patience is a virtue

    Quote Originally Posted by wynand32 View Post
    I think they're going after tablets first because it's easier. The market's really wide open there, compared to smartphones. But I don't think for a minute that they don't see smartphones as important--quite the contrary. It's the importance of the smartphone market that's making HP move more cautiously.
  7. #27  
    Quote Originally Posted by kjb86 View Post
    I'm going to agree with you on this one. Smartphones and the market is quite saturated right now and its hard to get webos into peoples hands. Thus.. With tablets being so 'new' bc of the ipad its actually quite better to focus on that marjet first.. Market it.. Show what it represents. Then people can then see how well their tablet is integrated with printers, smartphones and so on. This way hp and palm will be able to create that product flow.

    patience is a virtue
    hmm I like the way your thinking. Make a tablet that show cases webos, since the tablet market is new alot of people would opt to buy it, and since webos dosent have a bad taste like it does smartphones right now. Then after people see the power of webos, release smartphones, printers etc and your mindshare and profit soars.
  8. #28  
    that's precisely the point

    lets face the truth. Webos is great and has amazing potential for all platforms. The pre and pixi were a disappointment on many levels (quality, advertizing and sales). It has a bad taste right now and with all the negativity in and around this forum its not helping.

    I definitely want to see a new device, but be aware that we are so lucky in many ways to have webos and hp

    Quote Originally Posted by wellwellwell11 View Post
    hmm I like the way your thinking. Make a tablet that show cases webos, since the tablet market is new alot of people would opt to buy it, and since webos dosent have a bad taste like it does smartphones right now. Then after people see the power of webos, release smartphones, printers etc and your mindshare and profit soars.
  9. #29  
    Quote Originally Posted by kjb86 View Post
    I'm going to agree with you on this one. Smartphones and the market is quite saturated right now
    well, the smartphone market is not saturated. it is considered to be in it's infancy...

    according to this graph, only 25% of US users have a smartphone... and worldwide it is only 17%.

    Also remember that people will buy a new smartphone every year or two. same with cars...

    http://mashable.com/2010/09/29/popul...e-infographic/
    Last edited by Cantaffordit; 09/29/2010 at 11:58 AM.
  10. #30  
    so heres my question, would you risk the current mindshare and Webos users to Android, Apple, and Windows 7 to just wait and release a super phone on all 4 carriers at the same time like samsung did next year. Hoping that though you loose some customers now you double it next year with a tablet, and phones?
  11. #31  
    Quote Originally Posted by Kupe View Post
    In what way is that true? Have you ever added 20 new people to a software development project (let alone 200)? Talk about grossly inefficient. Same goes for an engineering team. It takes anywhere from 3 months (superstar) to a year (average coder/engineer) to make a new, qualified employee in either of these two job categories as effective as the incumbents - and the incumbent programmer/engineers have to stop what they're doing to train them up further adding to the inefficiency. So no, those 200 won't help the software and hardware development.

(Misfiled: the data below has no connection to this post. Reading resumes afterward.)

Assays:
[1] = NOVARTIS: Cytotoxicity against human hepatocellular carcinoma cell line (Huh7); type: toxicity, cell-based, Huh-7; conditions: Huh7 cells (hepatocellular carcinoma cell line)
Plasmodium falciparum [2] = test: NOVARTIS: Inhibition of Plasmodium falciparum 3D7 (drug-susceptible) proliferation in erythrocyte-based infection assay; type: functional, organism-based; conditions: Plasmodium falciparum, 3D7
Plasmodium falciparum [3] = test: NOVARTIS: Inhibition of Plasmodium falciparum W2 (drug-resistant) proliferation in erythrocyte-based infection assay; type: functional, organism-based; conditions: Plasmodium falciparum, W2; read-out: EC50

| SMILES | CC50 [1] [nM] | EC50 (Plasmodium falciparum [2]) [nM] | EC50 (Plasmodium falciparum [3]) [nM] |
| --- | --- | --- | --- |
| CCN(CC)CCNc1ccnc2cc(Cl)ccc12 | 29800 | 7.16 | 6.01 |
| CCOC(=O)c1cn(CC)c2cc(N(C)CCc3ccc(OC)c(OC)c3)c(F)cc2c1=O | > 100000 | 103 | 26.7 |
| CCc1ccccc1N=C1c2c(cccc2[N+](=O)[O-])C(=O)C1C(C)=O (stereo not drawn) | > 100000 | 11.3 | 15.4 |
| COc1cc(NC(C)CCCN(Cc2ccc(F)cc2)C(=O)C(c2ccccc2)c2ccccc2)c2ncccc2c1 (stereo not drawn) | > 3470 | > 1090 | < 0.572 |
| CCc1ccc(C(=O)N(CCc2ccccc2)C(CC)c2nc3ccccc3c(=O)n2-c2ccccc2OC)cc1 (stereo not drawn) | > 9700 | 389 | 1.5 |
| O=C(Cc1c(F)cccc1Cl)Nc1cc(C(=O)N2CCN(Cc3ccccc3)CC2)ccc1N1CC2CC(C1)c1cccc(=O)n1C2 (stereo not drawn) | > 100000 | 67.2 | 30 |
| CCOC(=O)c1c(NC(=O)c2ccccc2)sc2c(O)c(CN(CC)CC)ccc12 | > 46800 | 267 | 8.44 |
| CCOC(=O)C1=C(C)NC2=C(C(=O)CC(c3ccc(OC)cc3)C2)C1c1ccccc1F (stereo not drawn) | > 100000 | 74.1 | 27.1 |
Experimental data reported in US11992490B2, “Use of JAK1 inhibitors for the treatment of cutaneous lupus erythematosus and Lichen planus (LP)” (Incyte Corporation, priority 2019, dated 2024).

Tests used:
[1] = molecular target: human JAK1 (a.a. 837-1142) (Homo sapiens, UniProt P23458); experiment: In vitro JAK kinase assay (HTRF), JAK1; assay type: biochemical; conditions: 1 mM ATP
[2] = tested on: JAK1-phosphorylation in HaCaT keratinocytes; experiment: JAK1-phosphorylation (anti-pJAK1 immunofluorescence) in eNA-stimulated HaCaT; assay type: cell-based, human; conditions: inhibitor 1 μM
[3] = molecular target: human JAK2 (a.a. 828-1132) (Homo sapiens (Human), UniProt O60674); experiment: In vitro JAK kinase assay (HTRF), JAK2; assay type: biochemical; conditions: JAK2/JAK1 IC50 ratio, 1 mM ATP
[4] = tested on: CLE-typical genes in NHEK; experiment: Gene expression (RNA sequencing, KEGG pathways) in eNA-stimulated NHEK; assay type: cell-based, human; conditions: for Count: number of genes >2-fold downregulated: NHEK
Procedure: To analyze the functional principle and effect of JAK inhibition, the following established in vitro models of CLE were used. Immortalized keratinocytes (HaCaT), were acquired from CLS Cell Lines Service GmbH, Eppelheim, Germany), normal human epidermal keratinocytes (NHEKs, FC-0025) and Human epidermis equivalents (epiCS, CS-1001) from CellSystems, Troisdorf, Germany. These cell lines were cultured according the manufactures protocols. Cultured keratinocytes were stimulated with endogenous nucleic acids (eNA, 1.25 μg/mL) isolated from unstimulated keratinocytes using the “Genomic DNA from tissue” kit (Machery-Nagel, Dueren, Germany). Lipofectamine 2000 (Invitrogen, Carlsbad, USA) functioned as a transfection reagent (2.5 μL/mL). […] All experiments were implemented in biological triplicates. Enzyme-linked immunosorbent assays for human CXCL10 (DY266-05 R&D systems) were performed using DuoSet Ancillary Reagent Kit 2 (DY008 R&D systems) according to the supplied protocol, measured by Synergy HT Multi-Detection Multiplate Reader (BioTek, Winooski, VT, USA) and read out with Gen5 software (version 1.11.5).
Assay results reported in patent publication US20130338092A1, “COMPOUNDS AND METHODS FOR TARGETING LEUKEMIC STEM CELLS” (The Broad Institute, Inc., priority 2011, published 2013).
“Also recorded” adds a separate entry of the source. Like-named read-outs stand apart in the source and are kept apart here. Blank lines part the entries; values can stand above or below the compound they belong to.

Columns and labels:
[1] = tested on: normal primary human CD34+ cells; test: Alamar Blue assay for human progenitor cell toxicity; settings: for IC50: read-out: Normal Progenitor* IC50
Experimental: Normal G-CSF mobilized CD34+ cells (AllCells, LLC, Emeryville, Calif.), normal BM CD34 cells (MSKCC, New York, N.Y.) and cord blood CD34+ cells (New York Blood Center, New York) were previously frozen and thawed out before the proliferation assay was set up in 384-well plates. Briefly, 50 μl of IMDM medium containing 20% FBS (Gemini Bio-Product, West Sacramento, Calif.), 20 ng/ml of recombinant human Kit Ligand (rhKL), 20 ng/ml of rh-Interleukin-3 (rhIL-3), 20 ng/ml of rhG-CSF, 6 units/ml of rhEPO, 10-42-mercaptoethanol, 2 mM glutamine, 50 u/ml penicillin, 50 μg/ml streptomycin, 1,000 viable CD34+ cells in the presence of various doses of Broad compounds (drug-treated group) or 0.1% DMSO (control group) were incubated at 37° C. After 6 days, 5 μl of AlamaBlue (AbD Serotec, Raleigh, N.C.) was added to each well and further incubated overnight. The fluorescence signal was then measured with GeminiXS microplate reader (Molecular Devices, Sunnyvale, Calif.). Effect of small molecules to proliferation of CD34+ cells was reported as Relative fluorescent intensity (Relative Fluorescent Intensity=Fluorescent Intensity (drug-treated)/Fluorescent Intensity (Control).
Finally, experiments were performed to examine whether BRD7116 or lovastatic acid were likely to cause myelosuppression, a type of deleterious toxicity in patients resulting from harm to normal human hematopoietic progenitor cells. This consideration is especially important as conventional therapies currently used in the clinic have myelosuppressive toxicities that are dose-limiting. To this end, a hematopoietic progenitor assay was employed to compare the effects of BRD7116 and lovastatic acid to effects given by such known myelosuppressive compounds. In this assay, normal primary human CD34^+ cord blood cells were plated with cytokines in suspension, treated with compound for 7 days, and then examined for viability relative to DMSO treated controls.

Now if you want to add 200 new salesmen to your force, that's certainly doable after a short training course. But even after that short training course, all they'll understand is the product they're selling - they'll have no inkling of any culture other than what they brought with them from HP

    Finally, do you really think HP had 200 superstars sitting around, drawing a paycheck, looking for something to do? The reality is HP did a call out through the company for certain skill sets and the managers responded with those people they could spare. Hmmm...I wonder why they could spare them? And why wait until now? Shouldn't this have happened on the day after the buyout? There were several months preceding the buyout that this plus-up could've been planned

    What those 200 represent is the first steps by HP to absorb what once used to be Palm into the HP culture, plain and simple. If HP really trusted Palm, why didn't they just tell Palm to go out and hire 200 people that Palm felt could do the job and fit into Palm's culture? The answer is simple - Tom Bradley wanted eyes and ears in the Palm spaces so he could control what's going on there (like when he used to be Palm's CEO). And when Ruby tries to force a decision against the grain of those 200 HP employees, Bradley will walk up to him, look him in the eye, yell THIS ... IS ... HP!!!, and kick Ruby into the well. Mark my words...
    Totally disagree. I work for an engineering company (we build software also) and with the scope of our projects vs. HP's... them adding ~200 people into that arena is completely understandable. We added 10 just on an Illinois State project - 200 on a global scale is nothing. Not all of the people HP added were software devs. You have admin, sales, marketing, engineering, mgmt, scaling, etc. Unless you work in the industry you don't see where the resources go.
  12. #32  
    Quote Originally Posted by HelloNNNewman View Post
    Totally disagree. I work for an engineering company (we build software also) and with the scope of our projects vs. HP's... them adding ~200 people into that arena is completely understandable. We added 10 just on an Illinois State project - 200 on a global scale is nothing.
    and it's safe to say that all 200 weren't added as developers. they definitely added sales people.

    let's face it, they probably needed to add 100 just to help Palm with paperwork and planning so the can spend all that HP money.